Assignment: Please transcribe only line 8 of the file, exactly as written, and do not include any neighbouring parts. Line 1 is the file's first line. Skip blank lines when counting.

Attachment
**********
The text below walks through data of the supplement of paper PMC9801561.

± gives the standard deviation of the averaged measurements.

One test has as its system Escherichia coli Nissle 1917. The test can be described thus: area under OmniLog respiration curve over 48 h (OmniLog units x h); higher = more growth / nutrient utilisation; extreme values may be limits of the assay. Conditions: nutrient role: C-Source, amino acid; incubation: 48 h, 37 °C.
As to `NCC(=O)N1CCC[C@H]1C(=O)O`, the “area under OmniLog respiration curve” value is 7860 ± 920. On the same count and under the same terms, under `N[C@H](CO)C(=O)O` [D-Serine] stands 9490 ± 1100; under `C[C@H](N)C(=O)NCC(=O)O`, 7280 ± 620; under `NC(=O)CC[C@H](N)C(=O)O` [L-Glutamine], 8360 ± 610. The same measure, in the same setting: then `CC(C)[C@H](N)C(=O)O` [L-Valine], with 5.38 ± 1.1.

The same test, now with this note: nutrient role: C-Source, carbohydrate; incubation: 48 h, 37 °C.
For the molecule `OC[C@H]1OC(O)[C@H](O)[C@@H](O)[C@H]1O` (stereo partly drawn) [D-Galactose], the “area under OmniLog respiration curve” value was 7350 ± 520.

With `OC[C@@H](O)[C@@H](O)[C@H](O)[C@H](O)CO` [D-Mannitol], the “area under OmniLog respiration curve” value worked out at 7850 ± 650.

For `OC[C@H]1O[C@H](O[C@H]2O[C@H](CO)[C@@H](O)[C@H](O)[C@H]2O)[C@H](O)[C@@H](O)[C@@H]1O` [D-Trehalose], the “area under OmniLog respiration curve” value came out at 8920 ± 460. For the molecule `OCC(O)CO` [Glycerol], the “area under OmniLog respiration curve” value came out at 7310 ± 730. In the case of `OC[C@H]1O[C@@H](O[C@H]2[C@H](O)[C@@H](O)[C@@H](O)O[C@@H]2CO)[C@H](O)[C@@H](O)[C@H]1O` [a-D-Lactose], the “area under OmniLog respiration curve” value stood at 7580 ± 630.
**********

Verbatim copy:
For `OC[C@H]1O[C@H](O[C@H]2O[C@H](CO)[C@@H](O)[C@H](O)[C@H]2O)[C@H](O)[C@@H](O)[C@@H]1O` [D-Trehalose], the “area under OmniLog respiration curve” value came out at 8920 ± 460. For the molecule `OCC(O)CO` [Glycerol], the “area under OmniLog respiration curve” value came out at 7310 ± 730. In the case of `OC[C@H]1O[C@@H](O[C@H]2[C@H](O)[C@@H](O)[C@@H](O)O[C@@H]2CO)[C@H](O)[C@@H](O)[C@H]1O` [a-D-Lactose], the “area under OmniLog respiration curve” value stood at 7580 ± 630.